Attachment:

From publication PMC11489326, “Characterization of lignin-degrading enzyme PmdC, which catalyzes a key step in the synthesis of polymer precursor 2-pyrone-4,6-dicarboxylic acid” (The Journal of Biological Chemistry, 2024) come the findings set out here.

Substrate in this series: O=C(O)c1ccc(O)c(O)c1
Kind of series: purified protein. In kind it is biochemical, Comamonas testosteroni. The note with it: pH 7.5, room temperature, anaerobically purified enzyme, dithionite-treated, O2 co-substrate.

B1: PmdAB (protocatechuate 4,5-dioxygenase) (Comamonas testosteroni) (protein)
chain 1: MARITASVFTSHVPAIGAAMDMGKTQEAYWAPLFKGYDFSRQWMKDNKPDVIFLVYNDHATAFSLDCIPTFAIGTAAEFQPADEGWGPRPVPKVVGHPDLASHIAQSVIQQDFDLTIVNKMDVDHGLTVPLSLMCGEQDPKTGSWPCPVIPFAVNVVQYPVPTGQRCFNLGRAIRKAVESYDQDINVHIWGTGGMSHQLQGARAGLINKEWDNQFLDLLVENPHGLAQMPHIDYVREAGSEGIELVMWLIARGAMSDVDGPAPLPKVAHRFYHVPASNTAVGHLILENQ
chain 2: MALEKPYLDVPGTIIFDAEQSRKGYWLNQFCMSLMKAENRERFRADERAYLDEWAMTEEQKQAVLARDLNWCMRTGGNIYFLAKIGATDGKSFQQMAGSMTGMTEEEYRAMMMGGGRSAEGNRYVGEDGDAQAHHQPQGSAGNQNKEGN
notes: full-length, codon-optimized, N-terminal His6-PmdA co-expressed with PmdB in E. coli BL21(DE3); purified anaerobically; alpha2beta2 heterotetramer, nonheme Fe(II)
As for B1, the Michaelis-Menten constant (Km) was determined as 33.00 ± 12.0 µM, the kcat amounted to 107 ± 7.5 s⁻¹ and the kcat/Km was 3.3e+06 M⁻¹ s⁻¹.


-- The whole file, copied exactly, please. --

From publication PMC11489326, “Characterization of lignin-degrading enzyme PmdC, which catalyzes a key step in the synthesis of polymer precursor 2-pyrone-4,6-dicarboxylic acid” (The Journal of Biological Chemistry, 2024) come the findings set out here.

Substrate in this series: O=C(O)c1ccc(O)c(O)c1
Kind of series: purified protein. In kind it is biochemical, Comamonas testosteroni. The note with it: pH 7.5, room temperature, anaerobically purified enzyme, dithionite-treated, O2 co-substrate.

B1: PmdAB (protocatechuate 4,5-dioxygenase) (Comamonas testosteroni) (protein)
chain 1: MARITASVFTSHVPAIGAAMDMGKTQEAYWAPLFKGYDFSRQWMKDNKPDVIFLVYNDHATAFSLDCIPTFAIGTAAEFQPADEGWGPRPVPKVVGHPDLASHIAQSVIQQDFDLTIVNKMDVDHGLTVPLSLMCGEQDPKTGSWPCPVIPFAVNVVQYPVPTGQRCFNLGRAIRKAVESYDQDINVHIWGTGGMSHQLQGARAGLINKEWDNQFLDLLVENPHGLAQMPHIDYVREAGSEGIELVMWLIARGAMSDVDGPAPLPKVAHRFYHVPASNTAVGHLILENQ
chain 2: MALEKPYLDVPGTIIFDAEQSRKGYWLNQFCMSLMKAENRERFRADERAYLDEWAMTEEQKQAVLARDLNWCMRTGGNIYFLAKIGATDGKSFQQMAGSMTGMTEEEYRAMMMGGGRSAEGNRYVGEDGDAQAHHQPQGSAGNQNKEGN
notes: full-length, codon-optimized, N-terminal His6-PmdA co-expressed with PmdB in E. coli BL21(DE3); purified anaerobically; alpha2beta2 heterotetramer, nonheme Fe(II)
As for B1, the Michaelis-Menten constant (Km) was determined as 33.00 ± 12.0 µM, the kcat amounted to 107 ± 7.5 s⁻¹ and the kcat/Km was 3.3e+06 M⁻¹ s⁻¹.